An event is an object broadcast by the repoze.bfg framework at interesting points during the lifetime of an application. You don’t need to use events in order to create most repoze.bfg applications, but they can be useful when you want to perform slightly advanced operations. For example, subscribing to an event can allow you to run some code as the result of every new request.
Events in repoze.bfg are always broadcast by the framework. However, they only become useful when you register a subscriber. A subscriber is a function that accepts a single argument named event:
def mysubscriber(event): print event
The above is a subscriber that simply prints the event to the console when it’s called.
The mere existence of a subscriber function, however, is not sufficient to arrange for it to be called. To arrange for the subscriber to be called, you’ll need to use the repoze.bfg.configurator.Configurator.add_subscriber() method to register the subscriber imperatively, or via a decorator, or you’ll need to use ZCML for the same purpose:
Configuring an Event Listener Imperatively
You can imperatively configure a subscriber function to be called for some event type via the repoze.bfg.configuration.Configurator.add_subscriber() method (see also Configurator):
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from repoze.bfg.interfaces import INewRequest from subscribers import mysubscriber # "config" below is assumed to be an instance of a # repoze.bfg.configuration.Configurator object config.add_subscriber(mysubscriber, INewRequest)
The first argument to repoze.bfg.configuration.Configurator.add_subscriber() is the subscriber function (or a dotted Python name which refers to a subscriber callable); the second argument is the event type.
Configuring an Event Listener Using a Decorator
You can configure a subscriber function to be called for some event type via the repoze.bfg.events.subscriber() function.
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from repoze.bfg.interfaces import INewRequest from repoze.bfg.events import subscriber @subscriber(INewRequest) def mysubscriber(event): event.request.foo = 1
When the repoze.bfg.subscriber() decorator is used a scan must be performed against the package containing the decorated function for the decorator to have any effect. See repoze.bfg.subscriber() for more information.
Configuring an Event Listener Through ZCML
You can configure an event listener by modifying your application’s configure.zcml. Here’s an example of a bit of XML you can add to the configure.zcml file which registers the above mysubscriber function, which we assume lives in a subscribers.py module within your application:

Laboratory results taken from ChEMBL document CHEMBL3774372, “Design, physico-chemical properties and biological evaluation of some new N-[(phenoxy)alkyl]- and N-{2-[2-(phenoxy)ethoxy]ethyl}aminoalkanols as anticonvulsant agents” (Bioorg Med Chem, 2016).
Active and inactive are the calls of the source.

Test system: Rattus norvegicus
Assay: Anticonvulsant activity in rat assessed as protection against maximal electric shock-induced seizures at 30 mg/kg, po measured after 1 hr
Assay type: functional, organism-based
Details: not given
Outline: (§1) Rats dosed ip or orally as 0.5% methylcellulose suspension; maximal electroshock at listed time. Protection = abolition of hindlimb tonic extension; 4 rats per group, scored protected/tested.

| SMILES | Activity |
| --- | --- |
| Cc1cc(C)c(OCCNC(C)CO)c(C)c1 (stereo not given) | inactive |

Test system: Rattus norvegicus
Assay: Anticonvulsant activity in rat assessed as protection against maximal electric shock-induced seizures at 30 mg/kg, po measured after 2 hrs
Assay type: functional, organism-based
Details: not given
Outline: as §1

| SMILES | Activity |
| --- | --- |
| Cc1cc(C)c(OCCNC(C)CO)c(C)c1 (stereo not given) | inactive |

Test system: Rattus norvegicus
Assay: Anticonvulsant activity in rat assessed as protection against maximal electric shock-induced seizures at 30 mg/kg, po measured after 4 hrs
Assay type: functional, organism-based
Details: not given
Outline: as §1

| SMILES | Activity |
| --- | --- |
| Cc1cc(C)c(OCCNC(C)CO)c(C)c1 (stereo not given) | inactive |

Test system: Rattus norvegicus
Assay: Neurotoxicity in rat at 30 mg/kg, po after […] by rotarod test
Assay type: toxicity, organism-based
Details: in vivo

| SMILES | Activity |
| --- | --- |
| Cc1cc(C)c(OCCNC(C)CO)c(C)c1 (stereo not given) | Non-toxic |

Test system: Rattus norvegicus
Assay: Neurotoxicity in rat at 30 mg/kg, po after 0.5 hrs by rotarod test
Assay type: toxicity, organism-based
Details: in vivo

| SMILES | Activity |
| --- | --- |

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<subscriber for="repoze.bfg.interfaces.INewRequest" handler=".subscribers.mysubscriber" />
See also subscriber.
Either of the above registration examples implies that every time the repoze.bfg framework emits an event object that supplies an repoze.bfg.interfaces.INewRequest interface, the mysubscriber function will be called with an event object.
As you can see, a subscription is made in terms of an interface. The event object sent to a subscriber will always be an object that possesses an interface. The interface itself provides documentation of what attributes of the event are available.
The return value of a subscriber function is ignored. Subscribers to the same event type are not guaranteed to be called in any particular order relative to each other.
All the concrete repoze.bfg event types are documented in the repoze.bfg.events API documentation.
If you create event listener functions in a subscribers.py file in your application like so:
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def handle_new_request(event): print 'request', event.request def handle_new_response(event): print 'response', event.response
You may configure these functions to be called at the appropriate times by adding the following ZCML to your application’s configure.zcml file:
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<subscriber for="repoze.bfg.interfaces.INewRequest" handler=".subscribers.handle_new_request" /> <subscriber for="repoze.bfg.interfaces.INewResponse" handler=".subscribers.handle_new_response" />
If you’re not using ZCML, the repoze.bfg.configuration.Configurator.add_subscriber() method can alternately be used to perform the same job:
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from repoze.bfg.interfaces import INewRequest from repoze.bfg.interfaces import INewResponse from subscribers import handle_new_request from subscribers import handle_new_response # "config" below is assumed to be an instance of a # repoze.bfg.configuration.Configurator object config.add_subscriber(handle_new_request, INewRequest) config.add_subscriber(handle_new_response, INewResponse)
Either mechanism causes the functions in subscribers.py to be registered as event subscribers. Under this configuration, when the application is run, each time a new request or response is detected, a message will be printed to the console.
Each of our subscriber functions accepts an event object and prints an attribute of the event object. This begs the question: how can we know which attributes a particular event has?
We know that repoze.bfg.interfaces.INewRequest event objects have a request attribute, which is a request object, because the interface defined at repoze.bfg.interfaces.INewRequest says it must. Likewise, we know that repoze.bfg.interfaces.INewResponse events have a response attribute, which is a response object constructed by your application, because the interface defined at repoze.bfg.interfaces.INewResponse says it must (repoze.bfg.interfaces.INewResponse objects also have a request).